German Auto Lobby Wants Biden to Eliminate U.S. Trade Restrictions

Matt Posky
by Matt Posky
german auto lobby wants biden to eliminate u s trade restrictions

Germany is eager to see the United States abolish trade barriers implemented by President Donald Trump now that it looks like Joe Biden has won the 2020 election. While that could all be undone by the sudden influx of legal actions taken by the Trump campaign as presumptive evidence of election impropriety streams in, Germany would still like to get the ball rolling on trade with the Democrats.

The nation’s automotive industry is petitioning leadership in the U.S. and European Union to align technical/regulatory standards and minimize the existing trade barriers. The German Association of the Automotive Industry (Verband der Automobilindustrie) or VDA has already endorsed the proposal with the lobby group’s president confirming its position in a recent webcast hosted by the Frankfurt business media club ICFW (Internationale Club Frankfurter Wirtschaftsjournalisten).

VDA President Hildegard Müller (who sits on the board of 9 industrial firms) supports both sides abolishing tariffs entirely and believes Biden might be receptive toward reverting trade policies back to how they were before 2016. Considering that the Biden administration has already made announcements that it would immediately overturn numerous executive orders introduced by Trump, it certainly seems possible.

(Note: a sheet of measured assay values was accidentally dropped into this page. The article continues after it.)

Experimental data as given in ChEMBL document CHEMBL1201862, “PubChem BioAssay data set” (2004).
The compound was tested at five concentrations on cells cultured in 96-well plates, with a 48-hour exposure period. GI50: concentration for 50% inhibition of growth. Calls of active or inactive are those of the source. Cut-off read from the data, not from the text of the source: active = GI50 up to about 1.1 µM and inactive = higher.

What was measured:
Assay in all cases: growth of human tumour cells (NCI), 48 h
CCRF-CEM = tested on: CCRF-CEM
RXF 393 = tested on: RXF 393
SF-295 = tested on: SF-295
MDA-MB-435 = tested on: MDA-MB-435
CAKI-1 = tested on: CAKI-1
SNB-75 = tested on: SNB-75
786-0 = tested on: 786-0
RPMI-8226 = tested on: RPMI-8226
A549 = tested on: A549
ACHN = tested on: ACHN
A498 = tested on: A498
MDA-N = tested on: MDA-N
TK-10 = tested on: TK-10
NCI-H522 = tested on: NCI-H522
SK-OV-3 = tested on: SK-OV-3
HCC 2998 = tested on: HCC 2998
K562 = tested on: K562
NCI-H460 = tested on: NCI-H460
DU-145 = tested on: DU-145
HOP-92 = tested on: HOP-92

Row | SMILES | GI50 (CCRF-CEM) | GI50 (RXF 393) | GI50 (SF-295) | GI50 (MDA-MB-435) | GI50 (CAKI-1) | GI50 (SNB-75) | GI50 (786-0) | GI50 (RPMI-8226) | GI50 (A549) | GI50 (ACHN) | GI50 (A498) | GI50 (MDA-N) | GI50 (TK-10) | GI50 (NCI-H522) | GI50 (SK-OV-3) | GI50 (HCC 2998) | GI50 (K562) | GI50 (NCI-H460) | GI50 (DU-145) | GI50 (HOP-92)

According to Bloomberg, Müller also hinted that Europe would likely need to make changes in order to give the U.S. a fair shake though it was unclear what that would entail beyond nixing the aforementioned tariffs.

Trump has been extremely critical of Europe and Germany in particular for failing to push back against Chinese trade rules he claimed were broadly unfair to the West. He has also been harsh on German imports suggesting he might begin issuing automotive tariffs if economic parity wasn’t achieved in Europe. In response, German automakers promised increased investments into facilities based in the United States. Meanwhile, Germany itself is confronting serious difficulties due to the nation’s extremely high energy and labor costs. VDA said this issue was made worse by German bureaucracy and oversight from the regulation heavy European Commission.

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